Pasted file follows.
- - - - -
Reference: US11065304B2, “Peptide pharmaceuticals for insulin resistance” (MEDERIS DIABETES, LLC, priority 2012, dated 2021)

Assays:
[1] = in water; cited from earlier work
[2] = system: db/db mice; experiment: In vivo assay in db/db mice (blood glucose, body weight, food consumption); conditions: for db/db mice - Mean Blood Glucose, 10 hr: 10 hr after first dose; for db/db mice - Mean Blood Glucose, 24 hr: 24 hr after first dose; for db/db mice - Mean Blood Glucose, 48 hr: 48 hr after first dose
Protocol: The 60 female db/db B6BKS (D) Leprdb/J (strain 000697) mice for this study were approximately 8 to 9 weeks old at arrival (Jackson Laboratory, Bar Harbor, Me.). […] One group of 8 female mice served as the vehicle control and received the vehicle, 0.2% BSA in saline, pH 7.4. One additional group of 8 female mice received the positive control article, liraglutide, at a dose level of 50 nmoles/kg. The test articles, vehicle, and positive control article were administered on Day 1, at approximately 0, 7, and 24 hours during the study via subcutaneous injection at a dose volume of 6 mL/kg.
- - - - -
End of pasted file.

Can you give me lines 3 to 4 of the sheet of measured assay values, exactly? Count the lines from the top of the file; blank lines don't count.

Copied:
[1] = in water; cited from earlier work
[2] = system: db/db mice; experiment: In vivo assay in db/db mice (blood glucose, body weight, food consumption); conditions: for db/db mice - Mean Blood Glucose, 10 hr: 10 hr after first dose; for db/db mice - Mean Blood Glucose, 24 hr: 24 hr after first dose; for db/db mice - Mean Blood Glucose, 48 hr: 48 hr after first dose